1.7. Organization of the Paper

This study organized into five chapters. Following the introductory chapter, the second chapter presents a review of literatures. The third chapter deals about study area, methodology and data used followed by Chapter four, results and discussion. Finally, chapter five presents the summary, conclusions and recommendation of the study.

CHAPTER TWO

2. LITERATURE REVIEW

2.1. Theoretical Review

Commercialization as a concept is multi-dimensional and no one definition has been able to capture all its facets. The definitions differ in focus and breadth, which has also influenced its measurement. It is more than whether or not a cash crop is present in a production system (Braun et al., 1994). Sometimes a proportion of the so-called traditional food crops are sold while on the other hand, some proportions of the so-called traditional cash crops are retained for home consumption. Similarly, agricultural commercialization is more than marketing agricultural outputs because commercialization can also occur on the input side with use of purchased inputs in agricultural production (von Braun et al., 1994).

Agriculture has been playing significant role in the development of nations for countries. The World Development Report 2008 states that agriculture can “produce faster growth, reduce poverty, improve sustainable environmental and living stander” of small holder farmer’s economy (World Bank, 2007). In fact, the report stipulates three ways through which agriculture contributes to development: as an economic activity, livelihood and environmental services (World Bank, 2007). Most of sub-Saharan African countries are living under poverty line. To alleviate poverty, they have different strategies on agricultural technology and to full fill sustainable development goal on no hunger and zero poverty.

De Janvry et al., (1991) argue that substantial benefits would be gained if missing markets could be re-opened for trade by decreasing the costs of transaction. The reducing the obstacles for private households to participate especially in food market are reduced trade restrictions and better roads is well pronounced.

Agricultural commercialization is different from agricultural marketing. Agricultural commercialization is achieved when household product choice and input use decisions are made based on the principles of profit maximization (Pingali, 1995). Agricultural commercialization has comparative compensations over subsistence production which can generate income for the smallholder farmers. The shift of subsistence economy towards market (commercializing) can significantly increase the income and welfare of smallholder farmer’s economy as well as contribute to economic growth and poverty alleviation (Zhou et al., 2013).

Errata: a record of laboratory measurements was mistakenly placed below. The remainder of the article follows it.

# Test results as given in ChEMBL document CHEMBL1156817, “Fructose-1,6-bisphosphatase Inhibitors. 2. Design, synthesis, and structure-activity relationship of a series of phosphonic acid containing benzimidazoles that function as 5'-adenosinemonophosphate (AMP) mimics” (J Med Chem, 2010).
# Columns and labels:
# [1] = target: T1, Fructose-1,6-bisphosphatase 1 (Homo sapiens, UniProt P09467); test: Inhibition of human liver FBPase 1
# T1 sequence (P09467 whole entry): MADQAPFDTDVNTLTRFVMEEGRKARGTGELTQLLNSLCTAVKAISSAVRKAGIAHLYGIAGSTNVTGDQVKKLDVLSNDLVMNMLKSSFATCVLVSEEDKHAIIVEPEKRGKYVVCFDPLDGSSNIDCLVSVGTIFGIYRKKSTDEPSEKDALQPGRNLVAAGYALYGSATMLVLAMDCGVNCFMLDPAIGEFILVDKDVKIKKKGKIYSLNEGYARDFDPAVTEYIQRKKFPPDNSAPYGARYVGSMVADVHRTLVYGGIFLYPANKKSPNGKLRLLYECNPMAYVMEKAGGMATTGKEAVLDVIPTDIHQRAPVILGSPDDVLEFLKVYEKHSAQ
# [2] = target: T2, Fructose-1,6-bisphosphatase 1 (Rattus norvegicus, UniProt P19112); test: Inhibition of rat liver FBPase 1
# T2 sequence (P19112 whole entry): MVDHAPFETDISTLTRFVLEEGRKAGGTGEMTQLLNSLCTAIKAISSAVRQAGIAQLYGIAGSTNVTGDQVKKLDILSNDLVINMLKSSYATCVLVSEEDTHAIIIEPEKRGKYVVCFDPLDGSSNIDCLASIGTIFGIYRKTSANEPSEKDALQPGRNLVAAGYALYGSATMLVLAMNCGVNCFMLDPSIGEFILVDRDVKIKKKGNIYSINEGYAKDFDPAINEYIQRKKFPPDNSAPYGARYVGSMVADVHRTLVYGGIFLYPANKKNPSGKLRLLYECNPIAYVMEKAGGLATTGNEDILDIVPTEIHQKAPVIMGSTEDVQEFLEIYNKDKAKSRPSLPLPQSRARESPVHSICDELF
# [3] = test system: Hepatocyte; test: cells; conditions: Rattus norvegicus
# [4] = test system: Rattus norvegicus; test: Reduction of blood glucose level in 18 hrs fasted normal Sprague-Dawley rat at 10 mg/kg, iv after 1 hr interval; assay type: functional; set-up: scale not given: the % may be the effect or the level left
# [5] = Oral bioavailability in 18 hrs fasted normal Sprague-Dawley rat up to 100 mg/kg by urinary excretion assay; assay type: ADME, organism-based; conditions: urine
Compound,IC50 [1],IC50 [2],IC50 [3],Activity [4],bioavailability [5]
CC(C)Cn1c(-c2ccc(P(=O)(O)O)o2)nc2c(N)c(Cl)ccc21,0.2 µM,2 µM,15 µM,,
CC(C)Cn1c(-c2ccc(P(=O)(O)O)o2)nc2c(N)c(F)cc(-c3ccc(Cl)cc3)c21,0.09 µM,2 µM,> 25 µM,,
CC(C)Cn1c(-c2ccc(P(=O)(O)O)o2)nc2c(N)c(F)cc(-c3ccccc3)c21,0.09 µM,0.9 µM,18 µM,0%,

In order to get their necessity (to purchase of essential consumption goods, services and non-farm inputs), smallholders participate in the output market. They make a rational choice that can maximize their utility (Gebreselassie & Ludi,2008).

Commercialization of smallholder agricultural producers through increased participation in output markets has been promoted as one of the best strategies to address low agricultural productivity that has led to high levels of poverty and food insecurity among rural farming households in developing countries (Jaleta et al., 2009). When smallholders commercialize, developing countries with large population shares in the agricultural sector can generate more income, thus economic growth. Increased income in the agricultural sector raises demand for manufactured goods and services in the other sectors of the economy, thus stimulating further growth.

Commercial transformation of smallholder agriculture entails production decisions based on market signals and significant participation in input and output markets. Hence, analysis of the commercial transformation requires analysis of market orientation and market participation. Policy, institutional and technological strategies to enhance commercial transformation based on the analysis of market participation alone may not be adequate if the determinants of market orientation and market participation are not the same (Gebremedin et al., 2010).

Ethiopia has adopted commercialization of smallholder agriculture as a plan for its economic transformation. The agricultural services of extension, credit and input supply are expanding significantly to support commercial transformation, although the dominant player in these services still remains to be the public sector. A recent study by (Gebremedhin et al. 2009) shows that the expansion of the agricultural services has significant impact on the intensity of input use, agricultural productivity and market participation of Ethiopian smallholders.

The higher the level of production the higher would be the probability of farmers engaging in commercially-oriented agriculture. However, a simple correlation analysis suggests that the more a farmer sold, the lower the proportion of output marketed (r=0.12 or r2=0.1). In other words, as the volume of marketed output increases the volume of output consumed on the farm also increases, but by a higher proportion. This finding, from cross-sectional analysis of households in a given period, is paralleled by observations from the qualitative fieldwork about the pattern of change over time (Kay sharp et al., 2008).